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"Congress of Vienna"

The treaty in the spring of 1814 had accepted Napoleon’s surrender, but a general meeting of European countries convened to settle broader issues of a postrevolutionary era. While the allies were working on a number of concerns—and as a byproduct, raising French anxieties—Napoleon returned to capitalize on this negative reaction. Within three months he was defeated yet again, and this meeting—the Congress of Vienna—set a framework more hostile to France than before, which endured to a significant degree until midcentury and beyond.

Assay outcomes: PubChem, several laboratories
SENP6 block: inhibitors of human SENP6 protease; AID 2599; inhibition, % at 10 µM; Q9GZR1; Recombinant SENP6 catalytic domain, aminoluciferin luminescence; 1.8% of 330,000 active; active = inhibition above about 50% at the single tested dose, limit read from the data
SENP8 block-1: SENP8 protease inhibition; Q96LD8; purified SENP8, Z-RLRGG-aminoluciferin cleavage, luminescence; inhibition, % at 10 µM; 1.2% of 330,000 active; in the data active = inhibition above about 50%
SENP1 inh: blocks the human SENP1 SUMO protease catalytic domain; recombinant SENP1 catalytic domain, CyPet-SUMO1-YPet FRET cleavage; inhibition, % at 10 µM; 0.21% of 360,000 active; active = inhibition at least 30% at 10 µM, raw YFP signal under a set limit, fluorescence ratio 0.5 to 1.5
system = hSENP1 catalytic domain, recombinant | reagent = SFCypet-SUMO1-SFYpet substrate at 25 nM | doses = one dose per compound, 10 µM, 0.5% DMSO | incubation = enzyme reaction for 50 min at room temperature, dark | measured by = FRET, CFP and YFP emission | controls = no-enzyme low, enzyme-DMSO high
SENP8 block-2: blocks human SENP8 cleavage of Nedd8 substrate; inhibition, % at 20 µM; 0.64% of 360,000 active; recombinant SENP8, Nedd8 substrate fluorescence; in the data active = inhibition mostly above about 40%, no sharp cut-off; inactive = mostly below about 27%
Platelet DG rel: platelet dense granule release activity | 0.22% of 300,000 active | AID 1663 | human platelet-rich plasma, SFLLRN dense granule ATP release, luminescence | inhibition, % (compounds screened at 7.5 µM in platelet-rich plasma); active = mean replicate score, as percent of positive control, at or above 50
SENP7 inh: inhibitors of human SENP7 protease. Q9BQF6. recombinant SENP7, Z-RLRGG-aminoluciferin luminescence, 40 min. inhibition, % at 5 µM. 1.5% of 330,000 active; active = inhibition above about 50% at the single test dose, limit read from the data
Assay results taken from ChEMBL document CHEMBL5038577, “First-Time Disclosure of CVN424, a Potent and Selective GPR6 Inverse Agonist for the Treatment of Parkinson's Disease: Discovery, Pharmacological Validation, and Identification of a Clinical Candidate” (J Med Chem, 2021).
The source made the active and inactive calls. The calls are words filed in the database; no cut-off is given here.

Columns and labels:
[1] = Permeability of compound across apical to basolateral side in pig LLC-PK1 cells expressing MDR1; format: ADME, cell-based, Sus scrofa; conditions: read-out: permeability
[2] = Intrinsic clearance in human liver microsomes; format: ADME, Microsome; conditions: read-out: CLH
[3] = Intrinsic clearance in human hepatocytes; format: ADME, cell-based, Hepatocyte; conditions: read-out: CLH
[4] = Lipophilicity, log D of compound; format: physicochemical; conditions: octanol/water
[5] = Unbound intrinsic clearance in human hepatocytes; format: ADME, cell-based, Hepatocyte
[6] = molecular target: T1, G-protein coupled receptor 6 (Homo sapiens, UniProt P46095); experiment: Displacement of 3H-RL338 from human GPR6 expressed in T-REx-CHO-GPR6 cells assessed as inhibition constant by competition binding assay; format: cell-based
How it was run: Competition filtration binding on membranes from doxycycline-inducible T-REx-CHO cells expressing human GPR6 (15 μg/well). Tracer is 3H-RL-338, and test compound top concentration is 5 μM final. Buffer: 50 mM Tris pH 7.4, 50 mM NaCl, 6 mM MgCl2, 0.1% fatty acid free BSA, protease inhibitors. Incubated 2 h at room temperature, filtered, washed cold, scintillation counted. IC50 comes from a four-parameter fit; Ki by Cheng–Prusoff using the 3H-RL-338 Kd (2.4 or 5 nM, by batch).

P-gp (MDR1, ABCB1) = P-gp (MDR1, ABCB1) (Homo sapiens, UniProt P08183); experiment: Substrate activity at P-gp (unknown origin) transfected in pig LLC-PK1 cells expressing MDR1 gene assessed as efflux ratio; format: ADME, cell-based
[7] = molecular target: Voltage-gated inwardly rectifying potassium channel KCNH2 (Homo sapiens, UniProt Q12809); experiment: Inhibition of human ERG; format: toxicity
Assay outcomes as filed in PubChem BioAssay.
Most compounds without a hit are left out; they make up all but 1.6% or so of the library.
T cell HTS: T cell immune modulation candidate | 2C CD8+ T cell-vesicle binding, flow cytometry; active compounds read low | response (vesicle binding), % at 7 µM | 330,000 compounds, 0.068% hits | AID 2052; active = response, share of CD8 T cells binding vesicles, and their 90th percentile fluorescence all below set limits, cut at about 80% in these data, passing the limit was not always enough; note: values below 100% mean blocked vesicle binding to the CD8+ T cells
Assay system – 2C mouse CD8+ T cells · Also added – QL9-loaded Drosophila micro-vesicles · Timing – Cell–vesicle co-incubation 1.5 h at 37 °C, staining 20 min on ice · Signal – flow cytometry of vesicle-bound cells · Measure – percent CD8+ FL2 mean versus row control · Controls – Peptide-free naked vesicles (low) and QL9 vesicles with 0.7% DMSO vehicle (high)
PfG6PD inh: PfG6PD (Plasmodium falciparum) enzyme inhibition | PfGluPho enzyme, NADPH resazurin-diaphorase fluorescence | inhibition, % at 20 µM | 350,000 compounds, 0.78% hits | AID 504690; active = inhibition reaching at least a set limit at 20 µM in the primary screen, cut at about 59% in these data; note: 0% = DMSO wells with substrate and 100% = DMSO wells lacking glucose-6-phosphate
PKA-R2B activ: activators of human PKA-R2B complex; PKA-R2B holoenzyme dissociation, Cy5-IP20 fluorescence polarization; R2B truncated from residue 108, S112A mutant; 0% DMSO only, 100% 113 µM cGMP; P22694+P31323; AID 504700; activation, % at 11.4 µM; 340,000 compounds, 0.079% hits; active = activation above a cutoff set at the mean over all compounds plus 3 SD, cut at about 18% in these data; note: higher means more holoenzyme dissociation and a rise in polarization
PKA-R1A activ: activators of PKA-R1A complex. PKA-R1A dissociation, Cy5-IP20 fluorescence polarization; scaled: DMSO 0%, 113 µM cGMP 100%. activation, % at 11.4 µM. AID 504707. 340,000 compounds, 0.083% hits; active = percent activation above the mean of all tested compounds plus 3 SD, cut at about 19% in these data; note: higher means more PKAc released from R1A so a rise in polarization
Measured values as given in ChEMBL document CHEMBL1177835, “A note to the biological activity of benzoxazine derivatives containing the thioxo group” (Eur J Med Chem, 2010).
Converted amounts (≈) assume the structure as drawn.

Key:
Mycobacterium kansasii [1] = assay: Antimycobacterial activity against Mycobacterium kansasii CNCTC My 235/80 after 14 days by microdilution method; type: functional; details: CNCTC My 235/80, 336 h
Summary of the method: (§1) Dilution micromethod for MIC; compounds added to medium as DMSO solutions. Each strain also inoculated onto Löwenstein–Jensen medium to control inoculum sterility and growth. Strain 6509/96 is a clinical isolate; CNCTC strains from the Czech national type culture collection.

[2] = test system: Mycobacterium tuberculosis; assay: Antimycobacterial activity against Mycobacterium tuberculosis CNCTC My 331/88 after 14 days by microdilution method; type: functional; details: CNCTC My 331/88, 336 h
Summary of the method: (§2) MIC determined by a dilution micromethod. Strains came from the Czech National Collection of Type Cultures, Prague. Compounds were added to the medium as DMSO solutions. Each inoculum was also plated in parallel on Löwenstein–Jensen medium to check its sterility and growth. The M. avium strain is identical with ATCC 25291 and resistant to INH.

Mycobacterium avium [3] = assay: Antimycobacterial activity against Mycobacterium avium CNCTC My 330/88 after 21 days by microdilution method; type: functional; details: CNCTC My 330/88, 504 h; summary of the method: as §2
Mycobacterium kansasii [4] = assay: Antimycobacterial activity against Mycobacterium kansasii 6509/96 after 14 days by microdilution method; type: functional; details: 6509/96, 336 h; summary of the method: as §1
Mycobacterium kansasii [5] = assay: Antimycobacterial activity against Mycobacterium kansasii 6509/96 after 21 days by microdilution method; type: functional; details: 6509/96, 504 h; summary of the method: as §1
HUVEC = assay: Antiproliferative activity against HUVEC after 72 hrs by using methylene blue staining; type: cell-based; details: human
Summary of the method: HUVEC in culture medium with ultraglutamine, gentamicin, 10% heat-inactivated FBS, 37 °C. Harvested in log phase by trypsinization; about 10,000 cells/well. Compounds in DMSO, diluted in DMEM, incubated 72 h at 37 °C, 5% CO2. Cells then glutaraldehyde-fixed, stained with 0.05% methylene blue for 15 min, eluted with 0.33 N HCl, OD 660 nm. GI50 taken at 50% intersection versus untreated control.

Source: Cornell 4606.18.J42